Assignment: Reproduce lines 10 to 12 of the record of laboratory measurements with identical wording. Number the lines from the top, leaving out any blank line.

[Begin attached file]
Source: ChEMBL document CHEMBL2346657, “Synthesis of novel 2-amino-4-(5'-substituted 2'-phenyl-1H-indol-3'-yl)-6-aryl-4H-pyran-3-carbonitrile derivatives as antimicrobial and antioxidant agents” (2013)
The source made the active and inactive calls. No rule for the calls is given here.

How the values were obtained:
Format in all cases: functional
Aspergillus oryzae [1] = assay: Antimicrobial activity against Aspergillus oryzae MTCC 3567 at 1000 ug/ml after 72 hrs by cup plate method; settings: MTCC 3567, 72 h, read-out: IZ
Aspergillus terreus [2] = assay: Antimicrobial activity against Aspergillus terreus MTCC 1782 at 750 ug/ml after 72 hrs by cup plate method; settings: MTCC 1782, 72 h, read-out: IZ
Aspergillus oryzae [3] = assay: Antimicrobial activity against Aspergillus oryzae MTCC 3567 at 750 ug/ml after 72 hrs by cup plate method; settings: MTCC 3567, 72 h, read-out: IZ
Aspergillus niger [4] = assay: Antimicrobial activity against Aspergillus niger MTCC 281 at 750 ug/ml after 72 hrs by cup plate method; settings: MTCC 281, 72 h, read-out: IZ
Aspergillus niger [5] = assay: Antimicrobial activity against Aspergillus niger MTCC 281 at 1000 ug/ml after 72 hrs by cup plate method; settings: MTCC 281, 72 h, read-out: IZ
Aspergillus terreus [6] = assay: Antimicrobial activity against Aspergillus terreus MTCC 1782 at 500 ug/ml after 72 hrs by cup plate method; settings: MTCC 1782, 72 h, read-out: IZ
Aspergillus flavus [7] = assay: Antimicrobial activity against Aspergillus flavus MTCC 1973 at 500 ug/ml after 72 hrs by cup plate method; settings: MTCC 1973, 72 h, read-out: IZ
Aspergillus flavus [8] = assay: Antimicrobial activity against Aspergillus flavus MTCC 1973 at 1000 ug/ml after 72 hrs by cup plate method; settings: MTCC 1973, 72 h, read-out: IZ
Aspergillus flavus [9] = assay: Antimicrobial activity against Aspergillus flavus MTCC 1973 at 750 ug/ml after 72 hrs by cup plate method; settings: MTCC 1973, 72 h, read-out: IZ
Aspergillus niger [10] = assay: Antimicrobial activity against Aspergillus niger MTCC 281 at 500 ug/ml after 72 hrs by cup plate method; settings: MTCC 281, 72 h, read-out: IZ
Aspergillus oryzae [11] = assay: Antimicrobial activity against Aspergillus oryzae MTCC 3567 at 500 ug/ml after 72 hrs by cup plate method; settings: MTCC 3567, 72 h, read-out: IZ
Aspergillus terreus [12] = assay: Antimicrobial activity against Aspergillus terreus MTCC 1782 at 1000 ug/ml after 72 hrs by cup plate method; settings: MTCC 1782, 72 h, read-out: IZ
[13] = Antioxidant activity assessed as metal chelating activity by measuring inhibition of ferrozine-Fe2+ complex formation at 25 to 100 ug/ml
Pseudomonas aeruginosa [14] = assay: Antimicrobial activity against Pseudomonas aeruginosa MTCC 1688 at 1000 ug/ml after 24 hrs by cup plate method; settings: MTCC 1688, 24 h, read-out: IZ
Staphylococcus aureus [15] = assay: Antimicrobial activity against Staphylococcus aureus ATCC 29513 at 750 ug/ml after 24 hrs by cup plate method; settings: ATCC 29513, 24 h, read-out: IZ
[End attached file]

Aspergillus terreus [6] = assay: Antimicrobial activity against Aspergillus terreus MTCC 1782 at 500 ug/ml after 72 hrs by cup plate method; settings: MTCC 1782, 72 h, read-out: IZ
Aspergillus flavus [7] = assay: Antimicrobial activity against Aspergillus flavus MTCC 1973 at 500 ug/ml after 72 hrs by cup plate method; settings: MTCC 1973, 72 h, read-out: IZ
Aspergillus flavus [8] = assay: Antimicrobial activity against Aspergillus flavus MTCC 1973 at 1000 ug/ml after 72 hrs by cup plate method; settings: MTCC 1973, 72 h, read-out: IZ